Essential tools Google Maps and the Phillimore Atlas
These are the two sorts of map I use on an hourly basis. The first is the simplest,
googlemaps.co.uk – you just type in the place name and the map enlarges itself over the place you want. By zooming in further, you can see road names and often locate the exact address given on birth certificates. By zooming out, you can see the wider area. A click of a button transfers you from a simple map to a satellite view of the landscape, so sometimes you can hone in on an ancestral home and see the field and woods on one side, and the high street and harbour on the other, and understand exactly why your ancestor was described as a fisherman in one document and a woodcutter in another. By typing in another place name – perhaps the parish where a possible baptism for your ancestor was found in an index – you’ll be sped away to that place, and see how far the two places were apart. You can see at once if they were plausibly close, or implausibly distant.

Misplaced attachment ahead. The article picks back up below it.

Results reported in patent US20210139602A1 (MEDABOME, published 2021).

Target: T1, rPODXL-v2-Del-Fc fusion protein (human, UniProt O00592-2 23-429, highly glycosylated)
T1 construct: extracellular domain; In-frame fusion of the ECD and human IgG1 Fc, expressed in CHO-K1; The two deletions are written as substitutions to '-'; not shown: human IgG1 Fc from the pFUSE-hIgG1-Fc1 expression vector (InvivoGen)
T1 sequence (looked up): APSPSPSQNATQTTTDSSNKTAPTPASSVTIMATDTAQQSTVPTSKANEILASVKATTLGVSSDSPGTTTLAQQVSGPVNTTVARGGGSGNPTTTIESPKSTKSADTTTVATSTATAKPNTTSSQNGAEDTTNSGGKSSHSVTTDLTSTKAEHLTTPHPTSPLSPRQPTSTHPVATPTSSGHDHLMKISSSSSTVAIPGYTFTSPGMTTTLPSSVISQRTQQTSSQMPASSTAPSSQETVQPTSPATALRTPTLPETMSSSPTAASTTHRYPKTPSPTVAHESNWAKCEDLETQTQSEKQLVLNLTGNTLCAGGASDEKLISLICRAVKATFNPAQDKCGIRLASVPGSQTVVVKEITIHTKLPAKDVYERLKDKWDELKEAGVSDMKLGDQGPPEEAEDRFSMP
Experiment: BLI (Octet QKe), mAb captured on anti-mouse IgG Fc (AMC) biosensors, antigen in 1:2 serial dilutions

The other maps that I use all the time are those in the Phillimore Atlas and Index of Parish Registers, produced by The Institute of Heraldic and Genealogical Studies in Canterbury. For each county there is a map reproduced from 1834 as well as a map showing parish boundaries. Especially when working back before 1837, knowing the name of the hamlet or city street where your ancestors lived is only truly useful if you know under which parish these places fell, as it is in the register of the relevant parish that their baptisms, marriages and burial will be found – or, if not there, in the records of the neighbouring ones. The Phillimore maps also show the boundaries of the broader ecclesiastical jurisdictions, the regions controlled by archdeacons and bishops, which you need to know in order to look for the many records those offices generated, particularly marriage licenses, wills and bishop’s transcripts ( BTs). The more recent editions include Scotland, too.